6. 6. DSM V – Definition of Personality Disorders – A new definition for personality disorder: First, the definition of what a personality disorder is, in general, has changed. The proposed revision suggests that instead of a pervasive pattern of thinking/emotionality/behaving, a personality disorder reflects "adaptive failure" involving: "Impaired sense of self-identity" or "Failure to develop effective interpersonal functioning". http://www.borderlinepersonalitydisorder.com/DSM-V_News.shtml
  7. 7. DSM V and BPD: Diagnostic Changes • The essential features of a personality disorder are impairments in personality (self and interpersonal) functioning and the presence of pathological personality traits. To diagnose borderline personality disorder, the following criteria must be met: • A. Significant impairments in personality functioning manifest by: . 1. Impairments in self functioning (a or b): • a. Identity: Markedly impoverished, poorly developed, or unstable self-image, often associated with excessive self-criticism; chronic feelings of emptiness; dissociative states under stress. • b. Self-direction: Instability in goals, aspirations, values, or career plans. http://www.dsm5.org/ProposedRevision/Pages/proposedrevision.aspx?rid=17
  8. 8. BPD DSM V cont.. . 2. Impairments in interpersonal functioning (a or b): • a. Empathy: Compromised ability to recognize the feelings and needs of others associated with interpersonal hypersensitivity (i.e., prone to feel slighted or insulted); perceptions of others selectively biased toward negative attributes or vulnerabilities. • b. Intimacy: Intense, unstable, and conflicted close relationships, marked by mistrust, neediness, and anxious preoccupation with real or imagined abandonment; close relationships often viewed in extremes of idealization and devaluation and alternating between over involvement and withdrawal. • B. Pathological personality traits in the following domains: . 1. Negative Affectivity, characterized by: • a. Emotional lability: Unstable emotional experiences and frequent mood changes; emotions that are easily aroused, intense, and/or out of proportion to events and circumstances. http://www.dsm5.org/ProposedRevision/Pages/proposedrevision.aspx?rid=17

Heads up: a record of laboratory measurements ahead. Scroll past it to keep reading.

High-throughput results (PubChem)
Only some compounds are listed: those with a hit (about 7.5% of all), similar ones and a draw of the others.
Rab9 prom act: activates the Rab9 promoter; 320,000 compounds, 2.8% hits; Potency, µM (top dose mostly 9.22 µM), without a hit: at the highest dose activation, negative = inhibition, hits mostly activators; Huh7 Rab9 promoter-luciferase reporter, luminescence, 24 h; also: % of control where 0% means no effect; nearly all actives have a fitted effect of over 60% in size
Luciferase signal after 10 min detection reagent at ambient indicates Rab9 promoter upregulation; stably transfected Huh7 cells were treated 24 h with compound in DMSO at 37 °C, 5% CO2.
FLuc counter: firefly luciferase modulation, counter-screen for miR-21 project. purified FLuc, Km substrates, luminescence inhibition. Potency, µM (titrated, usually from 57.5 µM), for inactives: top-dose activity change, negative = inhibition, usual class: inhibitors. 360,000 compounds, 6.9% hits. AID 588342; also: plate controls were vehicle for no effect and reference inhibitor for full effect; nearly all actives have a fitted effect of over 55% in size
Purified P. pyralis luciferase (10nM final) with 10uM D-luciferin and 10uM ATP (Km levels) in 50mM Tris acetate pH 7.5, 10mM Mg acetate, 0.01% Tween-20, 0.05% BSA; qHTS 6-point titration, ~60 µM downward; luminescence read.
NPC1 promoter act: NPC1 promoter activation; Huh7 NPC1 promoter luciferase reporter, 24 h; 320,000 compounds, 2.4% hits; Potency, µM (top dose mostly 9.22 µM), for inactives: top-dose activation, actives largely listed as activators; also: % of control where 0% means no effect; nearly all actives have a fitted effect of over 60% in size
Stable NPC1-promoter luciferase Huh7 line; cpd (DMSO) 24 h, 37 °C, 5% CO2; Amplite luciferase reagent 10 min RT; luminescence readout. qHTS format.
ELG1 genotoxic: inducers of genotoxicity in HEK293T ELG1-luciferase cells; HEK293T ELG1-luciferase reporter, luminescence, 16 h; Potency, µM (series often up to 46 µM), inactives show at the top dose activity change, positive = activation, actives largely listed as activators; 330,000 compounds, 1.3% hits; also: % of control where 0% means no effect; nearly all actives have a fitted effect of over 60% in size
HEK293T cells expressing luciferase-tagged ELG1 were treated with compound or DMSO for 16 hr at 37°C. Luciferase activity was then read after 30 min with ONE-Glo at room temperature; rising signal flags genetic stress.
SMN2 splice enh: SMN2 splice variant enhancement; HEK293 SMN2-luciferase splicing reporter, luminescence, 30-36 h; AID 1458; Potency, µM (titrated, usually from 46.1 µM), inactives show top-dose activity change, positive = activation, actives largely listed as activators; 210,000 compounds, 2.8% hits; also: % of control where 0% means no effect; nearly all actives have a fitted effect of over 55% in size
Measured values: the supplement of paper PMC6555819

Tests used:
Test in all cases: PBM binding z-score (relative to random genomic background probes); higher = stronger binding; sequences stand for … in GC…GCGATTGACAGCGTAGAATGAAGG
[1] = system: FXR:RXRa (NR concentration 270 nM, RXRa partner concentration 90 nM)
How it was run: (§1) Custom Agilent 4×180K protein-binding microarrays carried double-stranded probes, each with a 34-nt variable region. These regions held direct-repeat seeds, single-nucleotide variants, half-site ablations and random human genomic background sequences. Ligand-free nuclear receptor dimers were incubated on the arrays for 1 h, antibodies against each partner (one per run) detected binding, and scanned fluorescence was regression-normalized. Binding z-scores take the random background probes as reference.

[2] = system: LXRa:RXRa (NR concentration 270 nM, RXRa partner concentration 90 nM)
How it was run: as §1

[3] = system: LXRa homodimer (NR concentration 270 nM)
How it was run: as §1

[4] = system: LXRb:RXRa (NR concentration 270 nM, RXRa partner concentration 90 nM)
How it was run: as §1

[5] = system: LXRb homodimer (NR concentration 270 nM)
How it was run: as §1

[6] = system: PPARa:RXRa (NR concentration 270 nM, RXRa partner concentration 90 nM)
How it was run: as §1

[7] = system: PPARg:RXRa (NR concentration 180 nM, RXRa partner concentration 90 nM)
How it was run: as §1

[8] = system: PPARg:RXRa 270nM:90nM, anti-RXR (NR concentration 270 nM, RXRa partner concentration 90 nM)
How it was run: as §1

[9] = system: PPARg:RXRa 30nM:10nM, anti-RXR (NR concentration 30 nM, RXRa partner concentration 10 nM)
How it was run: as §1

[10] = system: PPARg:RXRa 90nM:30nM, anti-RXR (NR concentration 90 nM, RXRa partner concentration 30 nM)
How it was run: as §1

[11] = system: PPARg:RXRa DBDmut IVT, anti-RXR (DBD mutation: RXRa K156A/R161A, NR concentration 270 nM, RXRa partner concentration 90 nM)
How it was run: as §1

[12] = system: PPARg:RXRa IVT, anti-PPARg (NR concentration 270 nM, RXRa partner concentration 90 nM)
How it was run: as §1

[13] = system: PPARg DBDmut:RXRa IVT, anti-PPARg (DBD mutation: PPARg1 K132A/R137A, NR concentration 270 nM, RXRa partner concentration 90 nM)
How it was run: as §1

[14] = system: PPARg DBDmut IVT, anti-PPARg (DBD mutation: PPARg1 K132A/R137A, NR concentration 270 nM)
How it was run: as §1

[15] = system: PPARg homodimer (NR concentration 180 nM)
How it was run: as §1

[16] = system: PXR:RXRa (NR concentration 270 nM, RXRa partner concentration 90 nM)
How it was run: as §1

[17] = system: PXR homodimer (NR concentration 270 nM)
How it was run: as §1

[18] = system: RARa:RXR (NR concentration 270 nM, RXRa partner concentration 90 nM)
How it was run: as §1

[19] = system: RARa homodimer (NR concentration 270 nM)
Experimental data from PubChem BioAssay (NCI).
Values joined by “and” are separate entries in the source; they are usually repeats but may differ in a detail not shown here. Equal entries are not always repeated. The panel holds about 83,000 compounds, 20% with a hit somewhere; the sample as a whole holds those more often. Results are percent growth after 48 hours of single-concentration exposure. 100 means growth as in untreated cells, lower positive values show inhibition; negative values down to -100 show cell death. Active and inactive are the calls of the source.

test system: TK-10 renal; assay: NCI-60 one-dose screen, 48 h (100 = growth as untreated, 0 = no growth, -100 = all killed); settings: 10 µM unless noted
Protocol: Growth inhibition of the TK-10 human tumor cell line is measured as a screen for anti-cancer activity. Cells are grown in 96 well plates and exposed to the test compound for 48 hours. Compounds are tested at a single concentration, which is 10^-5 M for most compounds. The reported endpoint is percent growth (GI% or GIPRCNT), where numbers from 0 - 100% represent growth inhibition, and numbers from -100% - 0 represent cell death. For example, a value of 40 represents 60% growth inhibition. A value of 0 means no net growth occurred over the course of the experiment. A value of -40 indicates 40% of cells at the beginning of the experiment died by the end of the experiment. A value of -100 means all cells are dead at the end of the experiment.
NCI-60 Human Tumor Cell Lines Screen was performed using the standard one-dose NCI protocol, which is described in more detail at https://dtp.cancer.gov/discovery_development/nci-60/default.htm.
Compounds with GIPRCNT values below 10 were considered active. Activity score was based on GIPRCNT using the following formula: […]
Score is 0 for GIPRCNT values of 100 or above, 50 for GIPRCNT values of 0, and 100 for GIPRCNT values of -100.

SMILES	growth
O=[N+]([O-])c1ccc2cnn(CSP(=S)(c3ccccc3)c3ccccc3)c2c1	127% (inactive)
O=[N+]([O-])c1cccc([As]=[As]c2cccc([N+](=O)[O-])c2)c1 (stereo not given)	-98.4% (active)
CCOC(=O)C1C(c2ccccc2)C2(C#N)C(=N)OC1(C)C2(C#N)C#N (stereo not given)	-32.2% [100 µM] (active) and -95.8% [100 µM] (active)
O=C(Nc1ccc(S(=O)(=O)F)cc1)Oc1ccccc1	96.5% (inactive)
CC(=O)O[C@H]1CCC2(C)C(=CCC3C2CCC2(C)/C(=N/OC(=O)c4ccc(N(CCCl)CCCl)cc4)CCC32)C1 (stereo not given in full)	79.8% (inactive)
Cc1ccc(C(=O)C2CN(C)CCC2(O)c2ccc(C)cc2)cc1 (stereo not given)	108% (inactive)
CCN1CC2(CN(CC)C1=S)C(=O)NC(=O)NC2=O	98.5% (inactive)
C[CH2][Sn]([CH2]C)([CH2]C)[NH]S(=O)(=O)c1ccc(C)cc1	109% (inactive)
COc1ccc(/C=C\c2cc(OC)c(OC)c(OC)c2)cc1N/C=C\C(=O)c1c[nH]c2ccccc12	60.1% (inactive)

9. 9. BPD DSM V cont.. • b. Anxiousness: Intense feelings of nervousness, tenseness, or panic, often in reaction to interpersonal stresses; worry about the negative effects of past unpleasant experiences and future negative possibilities; feeling fearful, apprehensive, or threatened by uncertainty; fears of falling apart or losing control. • c. Separation insecurity: Fears of rejection by • and/or separation from • significant others, associated with fears of excessive dependency and complete loss of autonomy. • d. Depressivity: Frequent feelings of being down, miserable, and/or hopeless; difficulty recovering from such moods; pessimism about the future; pervasive shame; feeling of inferior self-worth; thoughts of suicide and suicidal behavior. http://www.dsm5.org/ProposedRevision/Pages/proposedrevision.aspx?rid=17